Following the success of last year’s Cantina at the London Wonderground, the creative team are back with a twisted take on old-school circus revelry.
Set in a fantastic 1920s-styled Spiegeltent (a wood and canvas travelling tent) Limbo is based on and around a tiny stage, only 3.6m in diameter. The audience is circled around the podium with the closest seats literally inches from the action. This creates an intimate and inclusive atmosphere and adds to the danger and excitement.
The unusual band, led by New York muso Sxip Shirey, kicks off proceedings with a specially-created genre of music which is difficult to describe as it ranges from odd, undulating bass lines to joyful brass-led moments. All manner of ‘instruments’ are used – tubas, megaphones and glass bowls are blown, shouted through and struck to create an atmospheric soundtrack like no other.
The edgy entertainment is filled with skilled, multi-talented performers who swallow swords, breathe fire and defy gravity to provide a heady mix of the weird and wonderful. Causing jaws to drop is contortionist Jonathan Nosan who bends so far in two, you’re waiting for the ‘snap’ while Danik Abishev leaps from pole to pole with breath-taking precision and strength. Other performers scale poles in seconds before beat-boxing with the band – this cast certainly doesn’t rest on its laurels.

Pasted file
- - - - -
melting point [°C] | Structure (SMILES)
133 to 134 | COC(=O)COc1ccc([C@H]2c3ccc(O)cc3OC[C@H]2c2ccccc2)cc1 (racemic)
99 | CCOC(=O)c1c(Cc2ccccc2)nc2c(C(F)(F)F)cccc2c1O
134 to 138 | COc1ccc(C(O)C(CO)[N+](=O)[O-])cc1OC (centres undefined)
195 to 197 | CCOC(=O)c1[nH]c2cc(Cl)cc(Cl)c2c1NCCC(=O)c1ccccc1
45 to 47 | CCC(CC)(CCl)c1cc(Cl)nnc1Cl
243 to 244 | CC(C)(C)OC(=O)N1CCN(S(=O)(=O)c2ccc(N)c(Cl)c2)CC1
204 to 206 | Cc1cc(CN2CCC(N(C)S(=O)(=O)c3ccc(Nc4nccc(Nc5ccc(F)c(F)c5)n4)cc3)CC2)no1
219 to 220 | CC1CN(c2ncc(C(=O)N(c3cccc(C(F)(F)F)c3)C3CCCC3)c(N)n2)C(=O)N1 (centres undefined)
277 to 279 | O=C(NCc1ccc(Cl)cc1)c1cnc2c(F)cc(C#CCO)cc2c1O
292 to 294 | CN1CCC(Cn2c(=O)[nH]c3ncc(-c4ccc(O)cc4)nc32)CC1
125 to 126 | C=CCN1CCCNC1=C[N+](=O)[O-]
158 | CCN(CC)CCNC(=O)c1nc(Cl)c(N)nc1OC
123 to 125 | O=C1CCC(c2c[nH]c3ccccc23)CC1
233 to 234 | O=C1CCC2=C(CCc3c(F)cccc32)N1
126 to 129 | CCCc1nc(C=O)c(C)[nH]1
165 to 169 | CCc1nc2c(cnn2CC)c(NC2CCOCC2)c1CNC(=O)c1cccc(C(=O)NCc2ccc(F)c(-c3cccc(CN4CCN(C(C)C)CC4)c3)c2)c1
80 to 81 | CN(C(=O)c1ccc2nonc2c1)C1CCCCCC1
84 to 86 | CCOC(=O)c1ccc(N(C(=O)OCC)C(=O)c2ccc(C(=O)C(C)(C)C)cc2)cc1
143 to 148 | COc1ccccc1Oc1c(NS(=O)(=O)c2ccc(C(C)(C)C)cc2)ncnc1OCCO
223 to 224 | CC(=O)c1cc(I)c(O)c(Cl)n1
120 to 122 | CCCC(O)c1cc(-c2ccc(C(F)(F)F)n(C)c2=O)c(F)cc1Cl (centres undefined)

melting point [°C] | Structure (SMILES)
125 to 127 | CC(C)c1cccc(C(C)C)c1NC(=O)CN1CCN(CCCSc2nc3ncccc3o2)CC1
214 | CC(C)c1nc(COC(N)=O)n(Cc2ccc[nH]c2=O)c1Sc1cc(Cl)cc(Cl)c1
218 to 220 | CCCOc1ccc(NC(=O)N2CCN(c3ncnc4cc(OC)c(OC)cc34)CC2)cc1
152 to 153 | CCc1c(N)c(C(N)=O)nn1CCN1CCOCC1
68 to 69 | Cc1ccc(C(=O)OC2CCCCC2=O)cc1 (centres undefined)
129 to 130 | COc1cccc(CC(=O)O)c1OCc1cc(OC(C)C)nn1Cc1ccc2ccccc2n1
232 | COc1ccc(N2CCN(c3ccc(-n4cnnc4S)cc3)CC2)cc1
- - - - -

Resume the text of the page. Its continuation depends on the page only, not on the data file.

With few lulls, the production is tightly packed and constantly surprising, making full use of the confined tent space. Action is taken to new heights, literally, as the cast fly precariously above the audience in one of the many stand-out moments.
You may have already seen many of the skills on show but this makes them no less thrilling and they are all presented with a flourish whether it be a touch of burlesque or some old-fashioned magic. The lighting also adds to the drama, perfectly executed at every stage.
The light narrative thread and motifs are pretty much unnecessary; this show is all about the talent.